- For other uses, see Komi (disambiguation).
- 415,900 km²
- est. 1,018,674 (2002)
|Federal district||Northwestern Federal District|
|Official languages||Russian, Komi|
|Head of the Republic||Vladimir Alexandrovich Torlopov|
|Deputy Head||Pavel Anatolyevich Orda|
The republic is located to the west of the Ural mountains, in the north-west of the East European Plain .
Forests cover over 70% of the territory of the republic, and swamps cover approx. 15%. 32,800 km² of tundra in the Northern Ural mountains are covered by the Virgin Komi Forests, the first natural UNESCO World Heritage site in Russia and the largest expanse of virgin forests in Europe.
- Area: 415,900 km².
- Highest point: no data.
- Maximum N->S distance: 785 km.
- Maximum E->W distance: 695 km.
Major rivers include:
There are many lakes in the republic. Major lakes include:
- Sindorskoye Lake
- Yam-Ozero Lake
Winters in the republic are long and cold, and the summers, while short, are quite warm.
- Average January temperature: -17°C (southern parts) to -20°C (northern parts)
- Average July temperature: +11°C (northern parts) to +15°C (southern parts)
- Average annual precipitation: 625 mm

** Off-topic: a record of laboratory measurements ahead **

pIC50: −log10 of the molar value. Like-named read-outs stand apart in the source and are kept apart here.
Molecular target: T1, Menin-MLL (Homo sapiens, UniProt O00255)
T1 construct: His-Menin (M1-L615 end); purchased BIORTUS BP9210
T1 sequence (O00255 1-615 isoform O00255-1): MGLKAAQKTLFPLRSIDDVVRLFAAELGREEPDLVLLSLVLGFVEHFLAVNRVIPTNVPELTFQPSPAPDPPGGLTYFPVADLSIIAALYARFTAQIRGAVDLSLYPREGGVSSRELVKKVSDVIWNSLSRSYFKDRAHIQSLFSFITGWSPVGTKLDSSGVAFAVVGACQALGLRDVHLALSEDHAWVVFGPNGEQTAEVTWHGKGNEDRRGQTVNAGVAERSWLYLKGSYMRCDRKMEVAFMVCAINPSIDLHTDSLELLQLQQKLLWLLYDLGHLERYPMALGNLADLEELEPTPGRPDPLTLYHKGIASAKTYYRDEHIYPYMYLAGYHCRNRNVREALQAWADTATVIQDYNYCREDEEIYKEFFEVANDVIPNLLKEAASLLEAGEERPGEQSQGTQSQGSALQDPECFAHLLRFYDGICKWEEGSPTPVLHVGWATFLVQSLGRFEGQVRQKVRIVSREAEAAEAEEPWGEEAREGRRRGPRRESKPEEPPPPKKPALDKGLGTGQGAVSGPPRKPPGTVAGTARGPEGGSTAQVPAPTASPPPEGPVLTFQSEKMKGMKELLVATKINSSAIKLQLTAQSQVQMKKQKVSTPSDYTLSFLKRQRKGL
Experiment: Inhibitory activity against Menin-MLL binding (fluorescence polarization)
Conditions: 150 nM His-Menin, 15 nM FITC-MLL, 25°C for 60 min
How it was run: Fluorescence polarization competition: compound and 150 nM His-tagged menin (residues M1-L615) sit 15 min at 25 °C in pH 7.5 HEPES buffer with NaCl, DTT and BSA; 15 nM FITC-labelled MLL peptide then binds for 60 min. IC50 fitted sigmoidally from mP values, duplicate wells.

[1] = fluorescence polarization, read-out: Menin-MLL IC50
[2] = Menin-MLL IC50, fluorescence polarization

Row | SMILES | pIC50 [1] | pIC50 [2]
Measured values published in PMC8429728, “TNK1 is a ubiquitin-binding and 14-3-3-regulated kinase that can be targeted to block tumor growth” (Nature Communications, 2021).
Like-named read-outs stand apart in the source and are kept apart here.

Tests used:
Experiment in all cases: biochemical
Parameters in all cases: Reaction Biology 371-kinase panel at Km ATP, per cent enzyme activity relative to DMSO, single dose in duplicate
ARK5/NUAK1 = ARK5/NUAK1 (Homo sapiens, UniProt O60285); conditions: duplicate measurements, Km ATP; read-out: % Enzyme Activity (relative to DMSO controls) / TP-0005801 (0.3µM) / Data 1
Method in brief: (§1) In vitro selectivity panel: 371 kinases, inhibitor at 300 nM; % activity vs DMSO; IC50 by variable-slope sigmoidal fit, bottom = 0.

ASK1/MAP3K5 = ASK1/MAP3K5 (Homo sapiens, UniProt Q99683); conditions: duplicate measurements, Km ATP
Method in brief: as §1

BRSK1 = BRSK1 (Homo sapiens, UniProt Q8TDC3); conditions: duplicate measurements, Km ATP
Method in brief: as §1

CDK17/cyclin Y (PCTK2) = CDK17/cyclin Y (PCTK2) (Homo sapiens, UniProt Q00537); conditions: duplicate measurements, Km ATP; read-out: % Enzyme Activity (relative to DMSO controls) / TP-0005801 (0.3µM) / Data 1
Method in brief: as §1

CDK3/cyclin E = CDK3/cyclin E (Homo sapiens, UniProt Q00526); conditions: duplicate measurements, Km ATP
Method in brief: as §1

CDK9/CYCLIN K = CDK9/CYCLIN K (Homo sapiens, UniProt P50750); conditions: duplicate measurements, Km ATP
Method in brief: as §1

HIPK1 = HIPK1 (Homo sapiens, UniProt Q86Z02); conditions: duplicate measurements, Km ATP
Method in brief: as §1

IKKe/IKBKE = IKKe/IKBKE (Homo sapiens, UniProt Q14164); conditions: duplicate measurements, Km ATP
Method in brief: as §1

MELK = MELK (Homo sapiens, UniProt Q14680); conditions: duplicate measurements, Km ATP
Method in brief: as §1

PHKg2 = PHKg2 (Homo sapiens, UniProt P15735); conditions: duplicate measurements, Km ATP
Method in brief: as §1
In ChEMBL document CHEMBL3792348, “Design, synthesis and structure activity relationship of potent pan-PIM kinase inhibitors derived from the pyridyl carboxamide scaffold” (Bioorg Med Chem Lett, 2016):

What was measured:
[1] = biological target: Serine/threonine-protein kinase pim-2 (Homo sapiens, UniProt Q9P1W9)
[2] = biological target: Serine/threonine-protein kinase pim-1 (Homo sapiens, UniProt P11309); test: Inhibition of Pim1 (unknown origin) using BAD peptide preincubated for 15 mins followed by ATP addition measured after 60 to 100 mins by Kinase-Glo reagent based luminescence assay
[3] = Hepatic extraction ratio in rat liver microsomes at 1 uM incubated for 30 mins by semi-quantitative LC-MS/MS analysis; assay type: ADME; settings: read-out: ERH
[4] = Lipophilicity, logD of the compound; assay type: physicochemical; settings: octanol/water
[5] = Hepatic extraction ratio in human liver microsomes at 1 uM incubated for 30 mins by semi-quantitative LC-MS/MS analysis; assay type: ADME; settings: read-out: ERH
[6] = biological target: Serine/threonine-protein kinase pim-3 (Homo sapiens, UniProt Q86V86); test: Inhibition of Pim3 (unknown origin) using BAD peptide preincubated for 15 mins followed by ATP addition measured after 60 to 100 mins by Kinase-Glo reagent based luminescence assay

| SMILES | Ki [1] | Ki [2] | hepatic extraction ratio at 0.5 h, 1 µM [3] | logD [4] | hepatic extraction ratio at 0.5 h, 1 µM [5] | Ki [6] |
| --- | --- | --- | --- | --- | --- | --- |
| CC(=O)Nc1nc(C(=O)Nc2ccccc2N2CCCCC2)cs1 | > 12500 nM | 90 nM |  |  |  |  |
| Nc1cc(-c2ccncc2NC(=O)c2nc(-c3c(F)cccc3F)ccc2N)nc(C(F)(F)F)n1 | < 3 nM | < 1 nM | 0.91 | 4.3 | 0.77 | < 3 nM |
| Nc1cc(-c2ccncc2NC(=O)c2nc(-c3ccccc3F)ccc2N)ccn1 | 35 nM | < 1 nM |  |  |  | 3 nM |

- Main article: Administrative division of the Komi Republic.
Population: 1,018,674 (2002)
- Urban: 766,587 (75.3%)
- Rural: 252,087 (24.7%)
- Male: 488,316 (47.9%)
- Female: 530,358 (52.1%)
- Females per 1000 males: 1,086
Average age: 34.5 years
- Urban: 33.7 years
- Rural: 36.8 years
- Male: 32.3 years
- Female: 36.8 years
Number of households: 381,626 (with 992,612 people)
- Urban: 289,854 (with 749,329 people)
- Rural: 91,772 (with 243,283 people)
A northernmost portion of European Russia, Komi was an unspoiled land throughout most of history, dwelt in only by nomadic native peoples.
The territory of the republic was most intensly settled in the 19th and in the beginning of the 20th centuries. The autonomous oblast of Komi-Zyryans was established on August 22, 1929, and on December 5 of the same year it was reorganized into an ASSR.
Many of the "settlers" who came in the early 20th century were prisoners of the Gulag who were sent by the hundreds of thousands to perform forced labor in the Arctic regions of the USSR. Towns sprang up around labor-camp sites, which were initially carved out of the untouched tundra and taiga by gangs of prisoners.
Railroad transportation is very well developed. The most important railroad line is Kotlas -Vorkuta-Salekhard, which is used to ship most goods in and out of the republic. The rivers Vychegda and Pechora are navigable. There are airports in Syktyvkar, Ukhta, and Vorkuta.
In 1997, total railroad trackage was 1,708 km, automobile roads—4,677 km.
There are over 450 secondary schools in the republic (with ~180,000 students). The most important higher education facilities include Syktyvkar State University and Ukhta State Technical University .
- Official site of the Republic of Komi (in Russian)
- Official site of the Syktyvkar State University) (in English)
- Official site of the Syktyvkar State University) (in Russian)
- Official site of the Ukhta State Technical University (in Russian)
- Map of the Komi Republic (in English)